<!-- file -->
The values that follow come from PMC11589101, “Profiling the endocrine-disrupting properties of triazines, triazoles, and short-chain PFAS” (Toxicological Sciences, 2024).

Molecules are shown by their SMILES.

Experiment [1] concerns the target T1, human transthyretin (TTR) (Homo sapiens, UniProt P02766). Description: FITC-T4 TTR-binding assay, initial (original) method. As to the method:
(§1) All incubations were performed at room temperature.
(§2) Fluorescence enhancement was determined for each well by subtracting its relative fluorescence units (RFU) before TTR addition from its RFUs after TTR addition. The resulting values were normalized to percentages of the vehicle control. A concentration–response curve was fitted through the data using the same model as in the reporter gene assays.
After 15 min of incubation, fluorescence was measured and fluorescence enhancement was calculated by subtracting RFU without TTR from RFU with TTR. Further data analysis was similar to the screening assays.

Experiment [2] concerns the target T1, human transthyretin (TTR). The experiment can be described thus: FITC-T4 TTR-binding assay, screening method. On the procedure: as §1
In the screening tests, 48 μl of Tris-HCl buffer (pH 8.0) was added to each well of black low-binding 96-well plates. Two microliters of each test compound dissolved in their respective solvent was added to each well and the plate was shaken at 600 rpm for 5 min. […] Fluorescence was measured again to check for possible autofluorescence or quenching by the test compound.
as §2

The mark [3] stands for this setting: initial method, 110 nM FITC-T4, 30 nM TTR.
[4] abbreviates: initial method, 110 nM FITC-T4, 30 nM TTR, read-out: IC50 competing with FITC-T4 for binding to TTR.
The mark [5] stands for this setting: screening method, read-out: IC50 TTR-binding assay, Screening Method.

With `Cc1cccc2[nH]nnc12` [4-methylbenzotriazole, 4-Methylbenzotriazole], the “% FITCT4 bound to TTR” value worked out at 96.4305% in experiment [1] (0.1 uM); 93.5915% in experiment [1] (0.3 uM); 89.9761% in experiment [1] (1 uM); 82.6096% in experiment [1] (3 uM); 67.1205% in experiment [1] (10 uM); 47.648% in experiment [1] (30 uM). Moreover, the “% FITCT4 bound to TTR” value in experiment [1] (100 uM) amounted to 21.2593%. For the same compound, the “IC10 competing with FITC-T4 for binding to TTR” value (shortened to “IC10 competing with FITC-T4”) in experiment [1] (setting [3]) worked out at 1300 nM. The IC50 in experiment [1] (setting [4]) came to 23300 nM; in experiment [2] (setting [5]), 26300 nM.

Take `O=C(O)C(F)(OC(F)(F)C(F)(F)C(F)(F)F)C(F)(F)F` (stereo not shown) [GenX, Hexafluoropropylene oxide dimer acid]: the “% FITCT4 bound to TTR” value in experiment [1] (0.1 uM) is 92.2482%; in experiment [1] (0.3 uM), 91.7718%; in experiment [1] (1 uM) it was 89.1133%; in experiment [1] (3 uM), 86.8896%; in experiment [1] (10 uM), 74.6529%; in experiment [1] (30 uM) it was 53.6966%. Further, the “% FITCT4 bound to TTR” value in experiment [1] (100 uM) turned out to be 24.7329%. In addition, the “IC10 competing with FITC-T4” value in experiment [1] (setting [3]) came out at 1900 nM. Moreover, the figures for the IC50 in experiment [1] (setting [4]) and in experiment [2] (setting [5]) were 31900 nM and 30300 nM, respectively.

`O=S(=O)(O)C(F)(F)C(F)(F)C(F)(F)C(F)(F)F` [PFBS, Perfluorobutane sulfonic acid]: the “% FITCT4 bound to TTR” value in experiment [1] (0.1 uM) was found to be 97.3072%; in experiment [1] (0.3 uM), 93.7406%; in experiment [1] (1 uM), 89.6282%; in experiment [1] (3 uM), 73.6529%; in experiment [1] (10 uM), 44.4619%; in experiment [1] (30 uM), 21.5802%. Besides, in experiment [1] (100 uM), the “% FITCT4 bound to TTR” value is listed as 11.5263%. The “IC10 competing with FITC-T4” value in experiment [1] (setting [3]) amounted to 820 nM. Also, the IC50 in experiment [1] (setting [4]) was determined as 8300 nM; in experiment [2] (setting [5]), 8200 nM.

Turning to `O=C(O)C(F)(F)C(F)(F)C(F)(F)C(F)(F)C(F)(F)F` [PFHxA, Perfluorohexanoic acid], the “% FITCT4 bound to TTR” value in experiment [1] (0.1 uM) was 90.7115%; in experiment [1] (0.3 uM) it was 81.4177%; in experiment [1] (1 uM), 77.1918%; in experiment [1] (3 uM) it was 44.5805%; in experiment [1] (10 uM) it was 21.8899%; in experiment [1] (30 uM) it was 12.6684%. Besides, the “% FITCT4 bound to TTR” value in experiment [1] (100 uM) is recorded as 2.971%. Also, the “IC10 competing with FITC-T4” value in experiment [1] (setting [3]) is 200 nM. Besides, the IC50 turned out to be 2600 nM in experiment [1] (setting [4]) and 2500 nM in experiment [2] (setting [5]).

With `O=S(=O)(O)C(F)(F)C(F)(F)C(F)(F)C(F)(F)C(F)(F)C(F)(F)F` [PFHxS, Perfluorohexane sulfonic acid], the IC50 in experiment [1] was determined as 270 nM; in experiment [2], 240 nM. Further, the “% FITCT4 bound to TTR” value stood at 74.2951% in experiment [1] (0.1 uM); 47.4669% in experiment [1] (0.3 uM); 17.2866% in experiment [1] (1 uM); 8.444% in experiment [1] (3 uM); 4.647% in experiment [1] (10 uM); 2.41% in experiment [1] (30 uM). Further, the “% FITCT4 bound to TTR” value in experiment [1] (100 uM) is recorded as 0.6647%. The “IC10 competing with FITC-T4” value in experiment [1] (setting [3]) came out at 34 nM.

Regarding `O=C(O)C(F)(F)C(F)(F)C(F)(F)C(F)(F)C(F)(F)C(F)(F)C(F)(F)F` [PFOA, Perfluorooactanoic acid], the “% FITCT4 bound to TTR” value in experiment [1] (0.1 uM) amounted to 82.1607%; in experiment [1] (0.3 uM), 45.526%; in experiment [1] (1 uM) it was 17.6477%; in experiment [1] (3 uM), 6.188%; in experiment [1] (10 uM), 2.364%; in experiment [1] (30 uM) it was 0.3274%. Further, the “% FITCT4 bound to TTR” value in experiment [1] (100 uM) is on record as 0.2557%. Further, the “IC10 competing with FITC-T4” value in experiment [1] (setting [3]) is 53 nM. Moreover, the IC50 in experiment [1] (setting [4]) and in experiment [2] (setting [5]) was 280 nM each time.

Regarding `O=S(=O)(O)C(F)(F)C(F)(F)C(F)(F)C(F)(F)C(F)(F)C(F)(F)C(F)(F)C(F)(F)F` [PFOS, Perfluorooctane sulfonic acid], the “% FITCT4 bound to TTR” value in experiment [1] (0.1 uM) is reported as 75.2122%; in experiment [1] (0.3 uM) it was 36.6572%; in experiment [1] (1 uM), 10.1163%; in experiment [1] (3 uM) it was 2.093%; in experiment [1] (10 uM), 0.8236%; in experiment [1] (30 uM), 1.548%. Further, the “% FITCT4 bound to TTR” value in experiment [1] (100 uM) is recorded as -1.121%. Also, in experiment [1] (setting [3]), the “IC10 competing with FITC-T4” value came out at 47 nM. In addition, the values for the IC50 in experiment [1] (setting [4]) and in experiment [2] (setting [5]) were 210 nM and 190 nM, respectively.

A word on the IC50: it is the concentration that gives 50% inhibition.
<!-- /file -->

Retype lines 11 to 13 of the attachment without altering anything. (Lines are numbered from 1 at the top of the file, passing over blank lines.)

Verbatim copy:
[4] abbreviates: initial method, 110 nM FITC-T4, 30 nM TTR, read-out: IC50 competing with FITC-T4 for binding to TTR.
The mark [5] stands for this setting: screening method, read-out: IC50 TTR-binding assay, Screening Method.

With `Cc1cccc2[nH]nnc12` [4-methylbenzotriazole, 4-Methylbenzotriazole], the “% FITCT4 bound to TTR” value worked out at 96.4305% in experiment [1] (0.1 uM); 93.5915% in experiment [1] (0.3 uM); 89.9761% in experiment [1] (1 uM); 82.6096% in experiment [1] (3 uM); 67.1205% in experiment [1] (10 uM); 47.648% in experiment [1] (30 uM). Moreover, the “% FITCT4 bound to TTR” value in experiment [1] (100 uM) amounted to 21.2593%. For the same compound, the “IC10 competing with FITC-T4 for binding to TTR” value (shortened to “IC10 competing with FITC-T4”) in experiment [1] (setting [3]) worked out at 1300 nM. The IC50 in experiment [1] (setting [4]) came to 23300 nM; in experiment [2] (setting [5]), 26300 nM.